Senator Vows To Go Ahead With Bill To Establish Prohibition Of Hate Speech
The sponsor of the bill to establish a National Commission for the Prohibition of Hate Speech, Senator Abdullahi Sabi, has vowed to go ahead with the bill despite criticism from various quarters.
Briefing journalists at the National Assembly on Monday, Senator Sabi explained that he is sponsoring the bill because of the dangers that hate speech portends for the country.
He added that the bill has no ethnic or political undertones.
The bill was introduced on the floor of the Senate on November 12.
According to the lawmakers, the purpose for which the Commission is being proposed is to eliminate all forms of hate speech in Nigeria and to advise the Government of the Federal Republic of Nigeria on all aspects thereof.
The bill also proposes that any person who commits an offence deemed as hate speech, shall be liable to life imprisonment and where the act causes any loss of life, the person shall be punished with death by hanging.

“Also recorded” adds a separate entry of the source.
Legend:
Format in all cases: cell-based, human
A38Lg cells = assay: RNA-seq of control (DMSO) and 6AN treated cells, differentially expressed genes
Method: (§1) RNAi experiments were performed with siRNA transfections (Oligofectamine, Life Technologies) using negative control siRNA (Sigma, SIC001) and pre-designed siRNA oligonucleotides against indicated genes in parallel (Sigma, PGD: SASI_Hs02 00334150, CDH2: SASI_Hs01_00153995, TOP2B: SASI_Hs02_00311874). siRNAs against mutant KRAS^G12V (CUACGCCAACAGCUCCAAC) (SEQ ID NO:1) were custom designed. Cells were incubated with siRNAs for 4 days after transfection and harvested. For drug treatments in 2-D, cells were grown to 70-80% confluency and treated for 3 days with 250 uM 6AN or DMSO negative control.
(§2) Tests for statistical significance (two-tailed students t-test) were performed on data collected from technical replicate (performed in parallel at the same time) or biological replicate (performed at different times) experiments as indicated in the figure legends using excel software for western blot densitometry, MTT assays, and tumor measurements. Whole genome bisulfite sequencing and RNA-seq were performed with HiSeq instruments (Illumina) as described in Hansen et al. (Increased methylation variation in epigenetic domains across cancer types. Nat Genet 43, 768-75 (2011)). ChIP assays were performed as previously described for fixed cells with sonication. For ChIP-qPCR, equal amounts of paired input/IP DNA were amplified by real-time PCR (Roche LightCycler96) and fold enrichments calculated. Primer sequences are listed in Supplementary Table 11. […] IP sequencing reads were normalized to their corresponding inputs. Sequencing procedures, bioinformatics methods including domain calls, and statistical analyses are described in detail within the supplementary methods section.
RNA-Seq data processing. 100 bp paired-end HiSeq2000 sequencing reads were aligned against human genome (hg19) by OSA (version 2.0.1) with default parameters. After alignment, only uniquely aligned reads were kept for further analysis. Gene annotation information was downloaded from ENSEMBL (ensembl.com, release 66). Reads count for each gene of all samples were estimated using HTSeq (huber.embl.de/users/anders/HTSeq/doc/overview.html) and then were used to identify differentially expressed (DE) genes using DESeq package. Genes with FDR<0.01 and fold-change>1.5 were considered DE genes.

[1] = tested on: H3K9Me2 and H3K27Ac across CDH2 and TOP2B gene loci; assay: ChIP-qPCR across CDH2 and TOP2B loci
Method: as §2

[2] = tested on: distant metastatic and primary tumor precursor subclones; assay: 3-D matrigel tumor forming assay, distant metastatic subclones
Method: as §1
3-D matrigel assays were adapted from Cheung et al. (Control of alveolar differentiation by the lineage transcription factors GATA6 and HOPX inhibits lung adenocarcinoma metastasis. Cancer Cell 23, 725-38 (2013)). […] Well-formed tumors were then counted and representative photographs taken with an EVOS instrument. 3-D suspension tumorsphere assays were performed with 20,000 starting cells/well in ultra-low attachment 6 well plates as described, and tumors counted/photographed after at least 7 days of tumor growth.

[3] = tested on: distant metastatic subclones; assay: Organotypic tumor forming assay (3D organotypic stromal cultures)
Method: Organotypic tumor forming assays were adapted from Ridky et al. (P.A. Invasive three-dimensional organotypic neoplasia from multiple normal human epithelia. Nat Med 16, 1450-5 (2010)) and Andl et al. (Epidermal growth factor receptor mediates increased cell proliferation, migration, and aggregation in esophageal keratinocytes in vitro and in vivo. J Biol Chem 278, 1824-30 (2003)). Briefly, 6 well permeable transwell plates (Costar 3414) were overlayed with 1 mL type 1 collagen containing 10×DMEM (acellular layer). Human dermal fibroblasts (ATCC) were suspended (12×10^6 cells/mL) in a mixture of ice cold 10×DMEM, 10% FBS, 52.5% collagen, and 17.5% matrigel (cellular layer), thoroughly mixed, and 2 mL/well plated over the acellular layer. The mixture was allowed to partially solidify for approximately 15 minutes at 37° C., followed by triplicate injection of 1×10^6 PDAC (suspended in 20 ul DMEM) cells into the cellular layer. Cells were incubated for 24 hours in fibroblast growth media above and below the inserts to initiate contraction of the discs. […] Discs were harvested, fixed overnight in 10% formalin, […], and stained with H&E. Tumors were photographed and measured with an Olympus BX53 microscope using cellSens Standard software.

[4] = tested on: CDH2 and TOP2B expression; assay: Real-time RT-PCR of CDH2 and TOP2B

Section 4 of the Bill defined the act of hate speech as:
(1) A person who uses, publishes, presents, produces, plays, provided, distributes and/or directs the performance of any material, written and or visual which is threatening, abusive or insulting or involves the use of threatening, abusive or insulting words or behavior commits an offence if such person intends thereby to stir up ethnic hatred, or having regard to all the circumstances, ethnic hatred is likely to be stirred up against any person or person from such an ethnic group in Nigeria.
2) Any person who commits an offence under this section shall be liable to life imprisonment and where the act causes any loss of life, the person shall be punished with death by hanging.
The bill proposal came about a week after the Protection from Internet Falsehood and Manipulations Bill 2019, passed through first reading at the Senate.
The proposed legislation seeks to prevent the broadcasting of falsehood and manipulations using social media platforms via internet broadcasts and transmissions.
It is reminiscent of the Social Media Bill which was introduced in the Eight Assembly but was not passed because of widespread condemnation of the bill which some Nigerians felt was intended to stifle freedom of expression.
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